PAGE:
ANCHORAGE – The comment period for the National Petroleum Reserve in Alaska Draft Integrated Activity Plan and Environmental Impact Statement ended June 15, 2012. During the comment period, the Bureau of Land Management in Alaska received nearly 400,000 comments from key stakeholders including, tribal and native corporations and other native organizations, government agencies, elected officials, industry and business organizations, conservation organizations and individual citizens.
“This plan is an important step in our efforts to facilitate the development of oil and gas, while protecting multiple surface resources in the Reserve and honoring Native Alaskans’ subsistence rights,” said BLM-Alaska State Director Bud Cribley. “We have conducted a robust and extensive public outreach program to educate the public about the NPR-A, and to gather comments from people who have a stake in its future. We will fully consider this input in developing the preferred alternative for the NPR-A.”
The Draft IAP/EIS proposes four future management strategies for the NPR-A. This plan is the first plan that covers the entire NPR-A, including BLM-managed lands in the southwest area of the NPR-A which were not included in previous plans.
“Key issues that will be addressed in the plan are oil and gas leasing decisions and the protection of surface resources, including protections for caribou and waterfowl and their habitats near Teshekpuk Lake, and habitat for caribou of the Western Arctic Herd in the Utokok River uplands in the southwestern NPR-A,” said Cribley. “The plan will also consider and establish ground rules for onshore infrastructure, including the potential for a pipeline across the NPR-A.”
As part of the outreach for the NPR-A plan, the BLM accepted comments online, by mail, fax and in person. Also, BLM Field and State Office staff hosted a total of eight public meetings over two weeks from May 14, 2012, through May 24, 2012, in North Slope villages and other locations. The comment period was initially set to end June 1, but the BLM extended the comment period by two weeks to give people more time to provide comments. The BLM also scheduled an additional public meeting in Point Lay to provide an opportunity to comment for Point Lay residents who were engaged in subsistence whaling during the first public meeting in that community. The comments received will be considered in preparation of the Final EIS/IAP, which is expected to be completed in November 2012.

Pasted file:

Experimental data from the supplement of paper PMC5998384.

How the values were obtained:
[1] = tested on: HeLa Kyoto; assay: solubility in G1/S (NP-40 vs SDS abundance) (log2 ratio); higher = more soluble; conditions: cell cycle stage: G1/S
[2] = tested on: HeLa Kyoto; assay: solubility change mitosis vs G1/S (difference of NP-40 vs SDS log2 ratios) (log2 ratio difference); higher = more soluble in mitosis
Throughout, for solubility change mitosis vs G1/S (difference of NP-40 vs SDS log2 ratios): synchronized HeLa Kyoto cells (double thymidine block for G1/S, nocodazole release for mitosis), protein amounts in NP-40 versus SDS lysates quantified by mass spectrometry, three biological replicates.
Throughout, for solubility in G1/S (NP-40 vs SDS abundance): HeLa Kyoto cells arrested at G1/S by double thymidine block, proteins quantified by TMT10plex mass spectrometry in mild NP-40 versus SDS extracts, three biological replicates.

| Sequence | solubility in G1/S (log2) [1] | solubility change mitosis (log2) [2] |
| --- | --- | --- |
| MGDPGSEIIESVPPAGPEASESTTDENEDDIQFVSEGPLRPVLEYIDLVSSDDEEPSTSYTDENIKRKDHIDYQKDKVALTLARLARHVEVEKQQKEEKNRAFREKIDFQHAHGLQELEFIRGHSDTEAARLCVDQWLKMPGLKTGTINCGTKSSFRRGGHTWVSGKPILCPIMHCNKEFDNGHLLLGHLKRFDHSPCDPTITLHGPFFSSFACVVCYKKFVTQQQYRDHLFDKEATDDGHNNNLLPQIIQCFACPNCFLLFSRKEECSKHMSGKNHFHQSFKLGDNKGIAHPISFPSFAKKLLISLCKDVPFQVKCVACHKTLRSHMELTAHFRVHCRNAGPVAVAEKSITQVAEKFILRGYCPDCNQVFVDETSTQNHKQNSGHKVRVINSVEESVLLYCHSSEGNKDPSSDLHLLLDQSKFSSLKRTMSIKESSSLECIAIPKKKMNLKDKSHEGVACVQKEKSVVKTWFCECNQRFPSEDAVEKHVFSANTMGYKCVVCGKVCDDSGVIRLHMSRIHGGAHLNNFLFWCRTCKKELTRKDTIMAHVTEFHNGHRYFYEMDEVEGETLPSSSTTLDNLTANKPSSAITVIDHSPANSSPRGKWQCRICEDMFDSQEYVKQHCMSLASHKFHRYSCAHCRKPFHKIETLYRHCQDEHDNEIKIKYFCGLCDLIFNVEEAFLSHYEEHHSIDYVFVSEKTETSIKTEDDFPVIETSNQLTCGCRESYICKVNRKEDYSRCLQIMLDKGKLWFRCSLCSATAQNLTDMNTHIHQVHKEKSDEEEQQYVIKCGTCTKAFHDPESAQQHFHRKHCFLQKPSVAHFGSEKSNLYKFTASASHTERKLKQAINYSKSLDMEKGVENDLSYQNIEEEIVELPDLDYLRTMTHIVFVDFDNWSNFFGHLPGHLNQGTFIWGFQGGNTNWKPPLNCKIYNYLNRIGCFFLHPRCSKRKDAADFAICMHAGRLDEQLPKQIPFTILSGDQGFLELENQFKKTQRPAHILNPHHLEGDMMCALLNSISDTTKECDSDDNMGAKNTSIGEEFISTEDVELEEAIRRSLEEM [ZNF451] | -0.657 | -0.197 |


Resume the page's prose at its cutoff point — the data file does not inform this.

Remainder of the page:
“In addition to our efforts to solicit comments on the plan, we tried some creative approaches to educate the public about the significance of the NPR-A, from a resource perspective,” said Cribley. “For example, we hosted a special series of lectures at the BLM-Alaska Campbell Creek Science Center that highlighted the people, the land and the resources found within the NPR-A. We worked with Alaska Public Radio to record and broadcast the lectures and to make them available online.”
BLM-Alaska Arctic Field Office Archaeologist Stacy McIntosh’s talk about “People, Land, & Resources of the NPR-A” is available on the Alaska Public Radio website and can be accessed at: www.blm.gov/ak/newsroom. Another segment in the series, Arctic Field Office Archaeologist Mike Kunz’s talk on the “Prehistory of the NPR-A,” will be available at a later date.
The BLM manages more than 245 million acres of public land, the most of any Federal agency. This land, known as the National System of Public Lands, is primarily located in 12 Western states, including Alaska. The BLM also administers 700 million acres of sub-surface mineral estate throughout the nation. In Fiscal Year (FY) 2011, recreational and other activities on BLM-managed land contributed more than $130 billion to the U.S. economy and supported more than 600,000 American jobs. The Bureau is also one of a handful of agencies that collects more revenue than it spends. In FY 2012, nearly $5.7 billion will be generated on lands managed by the BLM, which operates on a $1.1 billion budget. The BLM's multiple-use mission is to sustain the health, diversity, and productivity of the public lands for the use and enjoyment of present and future generations. The Bureau accomplishes this by managing such activities as outdoor recreation, livestock grazing, mineral development, and energy production, and by conserving natural, historical, cultural, and other resources on public lands.